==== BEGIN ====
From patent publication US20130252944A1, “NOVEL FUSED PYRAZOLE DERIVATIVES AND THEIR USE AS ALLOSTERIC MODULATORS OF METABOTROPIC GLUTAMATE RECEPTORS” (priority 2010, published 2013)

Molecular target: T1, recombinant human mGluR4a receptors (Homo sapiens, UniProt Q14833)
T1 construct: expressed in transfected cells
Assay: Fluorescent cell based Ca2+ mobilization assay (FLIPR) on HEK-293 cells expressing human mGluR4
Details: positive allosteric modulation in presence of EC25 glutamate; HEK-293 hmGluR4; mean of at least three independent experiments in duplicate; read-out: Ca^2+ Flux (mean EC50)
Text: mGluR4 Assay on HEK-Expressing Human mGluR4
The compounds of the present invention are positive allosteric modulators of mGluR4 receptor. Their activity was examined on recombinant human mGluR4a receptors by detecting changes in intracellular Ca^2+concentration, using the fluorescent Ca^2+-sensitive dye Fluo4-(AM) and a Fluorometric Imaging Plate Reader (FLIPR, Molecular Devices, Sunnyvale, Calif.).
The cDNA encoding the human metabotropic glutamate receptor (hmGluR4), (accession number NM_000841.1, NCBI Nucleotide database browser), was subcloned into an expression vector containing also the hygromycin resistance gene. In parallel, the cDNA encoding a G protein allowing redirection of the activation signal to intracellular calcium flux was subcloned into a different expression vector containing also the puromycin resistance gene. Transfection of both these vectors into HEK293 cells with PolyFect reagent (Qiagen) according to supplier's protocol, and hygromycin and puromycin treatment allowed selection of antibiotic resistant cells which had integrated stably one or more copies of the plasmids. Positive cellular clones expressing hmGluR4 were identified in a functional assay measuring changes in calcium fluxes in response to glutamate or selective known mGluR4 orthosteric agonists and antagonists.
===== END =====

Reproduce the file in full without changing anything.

From patent publication US20130252944A1, “NOVEL FUSED PYRAZOLE DERIVATIVES AND THEIR USE AS ALLOSTERIC MODULATORS OF METABOTROPIC GLUTAMATE RECEPTORS” (priority 2010, published 2013)

Molecular target: T1, recombinant human mGluR4a receptors (Homo sapiens, UniProt Q14833)
T1 construct: expressed in transfected cells
Assay: Fluorescent cell based Ca2+ mobilization assay (FLIPR) on HEK-293 cells expressing human mGluR4
Details: positive allosteric modulation in presence of EC25 glutamate; HEK-293 hmGluR4; mean of at least three independent experiments in duplicate; read-out: Ca^2+ Flux (mean EC50)
Text: mGluR4 Assay on HEK-Expressing Human mGluR4
The compounds of the present invention are positive allosteric modulators of mGluR4 receptor. Their activity was examined on recombinant human mGluR4a receptors by detecting changes in intracellular Ca^2+concentration, using the fluorescent Ca^2+-sensitive dye Fluo4-(AM) and a Fluorometric Imaging Plate Reader (FLIPR, Molecular Devices, Sunnyvale, Calif.).
The cDNA encoding the human metabotropic glutamate receptor (hmGluR4), (accession number NM_000841.1, NCBI Nucleotide database browser), was subcloned into an expression vector containing also the hygromycin resistance gene. In parallel, the cDNA encoding a G protein allowing redirection of the activation signal to intracellular calcium flux was subcloned into a different expression vector containing also the puromycin resistance gene. Transfection of both these vectors into HEK293 cells with PolyFect reagent (Qiagen) according to supplier's protocol, and hygromycin and puromycin treatment allowed selection of antibiotic resistant cells which had integrated stably one or more copies of the plasmids. Positive cellular clones expressing hmGluR4 were identified in a functional assay measuring changes in calcium fluxes in response to glutamate or selective known mGluR4 orthosteric agonists and antagonists.